The prevalence of osteoporosis based on BMD is significantly lower in type 2 diabetes as studies have demonstrated normal or increased BMD in type 2 diabetes when compared to age-matched controls (Vestergaard, 2007). In type 2 diabetes, BMD is not a reliable indicator of fracture risk in isolation as the risk of fractures is increased independent of BMD (Vestergaard et al, 2005). Fracture risk has also been reported to be independent of other usually reliable predictors of fracture risk in type 2 diabetes, including age, physical activity and BMI (RR 2.6 [95% CI], 1.5–4.5; Janghorbani et al, 2007).

How does diabetes affect bone?
Diabetes and its complications influence important determinants of bone strength such as the material properties of bone, bone density and mineral content as well as bone micro-architecture and bone turnover (Figure 3).

Oxidative stress
Diabetes is reported to affect bone metabolism adversely through several mechanisms. Advanced glycation end-products (AGE) are produced as a result of oxidative stress in diabetes and are important mediators of diabetic complications such as diabetic retinopathy, nephropathy, neuropathy and atherosclerosis (Goh and Cooper, 2008). AGE accumulation in bones is also detrimental and leads to abnormal structure and alignment of collagen, contributing to bone fragility (Katayama et al, 1996).

Insulin deficiency
Insulin has an anabolic effect on bone. Insulin deficiency and reduced insulin-like growth factor-1 (IGF-1) have been linked to inhibition of osteoblast differentiation and osteopaenia in type 1 diabetes (Kanazawa et al, 2011). Treatment with insulin has been reported to stabilise BMD (Hofbauer et al, 2007). Hence, adequate optimisation of glycaemic control with insulin in type 1 diabetes may prevent osteopaenia and osteoporosis later in life.

Diabetic nephropathy and chronic kidney disease (CKD)
Diabetic nephropathy often leads to CKD, and it is the most common cause of end-stage renal disease requiring renal replacement therapy in the UK (25%; UK Renal Registry, 2014). Disorders of mineral and bone metabolism are common sequelae of CKD.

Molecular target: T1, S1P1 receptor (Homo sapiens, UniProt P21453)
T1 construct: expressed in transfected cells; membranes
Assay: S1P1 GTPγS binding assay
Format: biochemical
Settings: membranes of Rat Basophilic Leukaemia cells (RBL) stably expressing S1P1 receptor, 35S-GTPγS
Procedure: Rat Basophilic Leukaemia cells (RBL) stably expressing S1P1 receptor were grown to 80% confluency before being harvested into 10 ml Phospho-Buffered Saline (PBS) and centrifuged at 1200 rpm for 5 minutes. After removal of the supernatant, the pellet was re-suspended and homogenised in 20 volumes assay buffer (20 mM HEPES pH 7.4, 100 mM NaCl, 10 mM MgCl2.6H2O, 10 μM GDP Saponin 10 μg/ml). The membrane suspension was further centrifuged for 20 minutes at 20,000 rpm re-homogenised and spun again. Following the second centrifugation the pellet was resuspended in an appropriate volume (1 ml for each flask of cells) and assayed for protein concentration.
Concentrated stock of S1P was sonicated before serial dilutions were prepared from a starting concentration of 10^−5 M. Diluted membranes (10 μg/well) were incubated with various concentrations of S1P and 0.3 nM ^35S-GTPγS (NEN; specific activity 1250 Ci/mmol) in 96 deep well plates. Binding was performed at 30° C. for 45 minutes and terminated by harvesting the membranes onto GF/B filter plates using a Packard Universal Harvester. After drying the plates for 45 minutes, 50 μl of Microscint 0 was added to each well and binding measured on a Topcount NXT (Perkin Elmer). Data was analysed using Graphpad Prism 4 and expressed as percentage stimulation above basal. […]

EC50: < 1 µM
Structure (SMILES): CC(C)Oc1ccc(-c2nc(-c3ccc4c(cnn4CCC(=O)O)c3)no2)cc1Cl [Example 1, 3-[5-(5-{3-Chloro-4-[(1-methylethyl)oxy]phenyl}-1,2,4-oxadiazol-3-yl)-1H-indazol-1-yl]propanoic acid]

The risk of developing moderate to severe CKD (stages 3b, 4 and 5) is eight times greater in women and twelve times greater in men with type 1 diabetes than in people without diabetes (Hippisley-Cox and Coupland, 2010). Similar to diabetes and osteoporosis, the risk of developing CKD increases with age.

Clinical expression of mineral and bone disorders  in CKD (CKD–MBD) is often asymptomatic until late in its course. Abnormalities in bone turnover and mineralisation can result in osteitis fibrosa cystica (brown tumours; Figure 4), adynamic bone disease, osteomalacia and secondary hyperparathyroidism caused by phosphate retention, decreased calcium and 1,25-dihydroxy(OH) vitamin D (calcitriol) concentration, and uraemic osteodystrophy. These conditions increase the risk of fractures due to changes in bone quality. While abnormalities in calcium and phosphate levels are detected even at CKD stages 1 and 2, the clinical significance of these abnormalities is unclear. Hence, management is focussed on optimising calcium and phosphate levels in CKD stages 3, 4 and 5.

Factors affecting falls risk
People with diabetes are at increased risk of falls and this is multifactorial due to advancing age, diabetes complications, hypoglycaemia and high BMI (Figure 3).

Peripheral neuropathy
The ABC health study showed that individuals with type 2 diabetes who develop fractures are more likely to have peripheral neuropathy, cerebrovascular disease and falls compared with people with diabetes without fractures (Strotmeyer et al, 2005). Cortical bone mass is reduced in the feet and hands in severe diabetic peripheral neuropathy and may predispose to metatarsal fracture and diabetic Charcot’s osteoarthropathy (Cundy et al, 1985), which can cause foot deformity and gait disturbance, further increasing fracture risk by increasing falls. People with diabetic peripheral neuropathy are more likely to fall when compared to age-matched controls. While the underlying causative factors are not entirely understood, reduced muscle strength and stability (Handsaker et al, 2014) and foot deformity are likely to be contributing factors.

Retinopathy
The Blue Mountain Eye study showed that, in people with diabetes, there was a significantly increased risk of proximal humerus fracture associated with diabetic retinopathy, cortical cataract, longer diabetes duration (>10 years) and insulin treatment (Ivers et al, 2001). Individuals with diabetic retinopathy or cataracts, or both, with reduced visual acuity are prone to falls. Thus, the attendant increased risk of falls contributes to greater risk of fracture.